The World Health Organisation (WHO) on Tuesday in Abuja urged employers globally to treat mental health illnesses with the same urgency and seriousness as physical illnesses.


Matshidiso Moeti, the WHO regional director for Africa, gave the advice in a message to mark the 2017 World Mental Health Day celebrated annually on October 10.

Moeti said mental health is often neglected as a key aspect of employees’ health, adding that an estimated 10 per cent of the employed population globally had taken time off work because of depression.

She urged employers to be change agents by modifying risk factors for stress in the workplace, create an organisational climate that promotes wellbeing, creativity and facilitate care for those who need it.


Moeti also urged employees to take steps to learn the signs and symptoms of a mental health problem and engage in prevention including talking about it.

“The relationship between workplace stress and poor mental health is well established but mental health is often neglected as a key aspect of employee health,” she said.

“Globally, an estimated 10 per cent of the employed population has taken time off work for depression, and an average of 36 work days are lost when a worker gets depressed.


“Symptoms such as difficulties in concentrating and making decisions cause significant impairment in productivity at work.

“At least 50 per cent of people with depression do not receive treatment. In the African region, lack of information, stigma and cultural issues are significant barriers that prevent people from seeking help.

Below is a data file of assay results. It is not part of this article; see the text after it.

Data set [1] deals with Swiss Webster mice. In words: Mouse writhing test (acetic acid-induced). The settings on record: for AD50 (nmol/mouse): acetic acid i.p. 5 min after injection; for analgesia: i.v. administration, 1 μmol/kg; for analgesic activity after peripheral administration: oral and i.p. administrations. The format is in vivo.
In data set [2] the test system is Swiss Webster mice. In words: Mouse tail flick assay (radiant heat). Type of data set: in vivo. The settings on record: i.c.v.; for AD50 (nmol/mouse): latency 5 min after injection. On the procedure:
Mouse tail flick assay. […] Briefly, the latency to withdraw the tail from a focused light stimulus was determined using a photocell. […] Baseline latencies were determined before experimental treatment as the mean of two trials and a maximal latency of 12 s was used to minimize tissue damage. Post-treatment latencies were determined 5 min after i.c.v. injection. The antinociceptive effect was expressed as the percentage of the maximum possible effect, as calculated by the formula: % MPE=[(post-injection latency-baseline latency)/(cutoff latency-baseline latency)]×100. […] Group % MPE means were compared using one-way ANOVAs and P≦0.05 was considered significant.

“Although equal opportunity laws for people with disability in the workplace exist in many countries, mental illness is associated with the greatest disadvantage in terms of employment rates.

“Social acceptance of people with mental health illnesses has not improved much in the last 20 years.”


Moeti called for individual and collective efforts toward addressing the causes and consequences of work-related stress.

She recommended mental health friendly workplace programmes and practices that promote employees’ wellness and work-life balance.

Moeti reiterated the critical impact of mental health problems on economic development, saying that productivity losses from absenteeism was substantial and appeared to be increasing.

According to Moeti, work-related stress costs global society billions of dollars annually in direct and indirect costs.


“There is a strong economic case to tackle not only employer stigma but also to invest in mental health promotion, prevention and treatment programmes in the workplace,” she said.

“Treating anxiety, depression and other mental health disorders is an affordable, cost effective way to promote wellbeing and prosperity.

“Up to 80 per cent of those treated improve usually within four to six weeks; depression is preventable and treatable if diagnosed early.

“World Mental Health Day is an opportunity to start conversations about mental health in the workplace to promote best practice, decrease negative attitudes and empower individuals.


“Since most working people spend over 60 per cent of their wake hours at work, mental health at work is the heart of daily social interactions.”

Moeti said that mental health was one of WHO priorities and urged countries to promote mental health in the workplace and build broad coalitions to promote best practice.

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